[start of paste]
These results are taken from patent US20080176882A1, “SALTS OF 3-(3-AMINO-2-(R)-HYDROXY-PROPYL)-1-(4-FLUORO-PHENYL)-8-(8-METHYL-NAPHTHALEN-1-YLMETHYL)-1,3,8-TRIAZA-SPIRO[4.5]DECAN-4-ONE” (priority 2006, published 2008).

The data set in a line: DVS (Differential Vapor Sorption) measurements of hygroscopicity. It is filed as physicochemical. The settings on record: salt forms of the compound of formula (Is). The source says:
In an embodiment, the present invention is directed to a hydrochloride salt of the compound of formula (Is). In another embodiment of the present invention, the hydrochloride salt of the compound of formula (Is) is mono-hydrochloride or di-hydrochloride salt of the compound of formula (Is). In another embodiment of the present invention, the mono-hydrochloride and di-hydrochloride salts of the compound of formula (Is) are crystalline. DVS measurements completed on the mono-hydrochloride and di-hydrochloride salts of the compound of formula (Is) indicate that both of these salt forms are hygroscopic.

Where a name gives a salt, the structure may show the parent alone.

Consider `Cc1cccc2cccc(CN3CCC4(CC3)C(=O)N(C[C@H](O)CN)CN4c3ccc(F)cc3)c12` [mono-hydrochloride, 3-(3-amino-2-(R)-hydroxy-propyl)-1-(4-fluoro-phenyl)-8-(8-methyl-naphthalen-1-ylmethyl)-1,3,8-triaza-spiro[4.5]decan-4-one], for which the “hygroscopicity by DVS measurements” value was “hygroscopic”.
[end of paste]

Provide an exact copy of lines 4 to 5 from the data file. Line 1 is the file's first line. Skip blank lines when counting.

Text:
Where a name gives a salt, the structure may show the parent alone.

Consider `Cc1cccc2cccc(CN3CCC4(CC3)C(=O)N(C[C@H](O)CN)CN4c3ccc(F)cc3)c12` [mono-hydrochloride, 3-(3-amino-2-(R)-hydroxy-propyl)-1-(4-fluoro-phenyl)-8-(8-methyl-naphthalen-1-ylmethyl)-1,3,8-triaza-spiro[4.5]decan-4-one], for which the “hygroscopicity by DVS measurements” value was “hygroscopic”.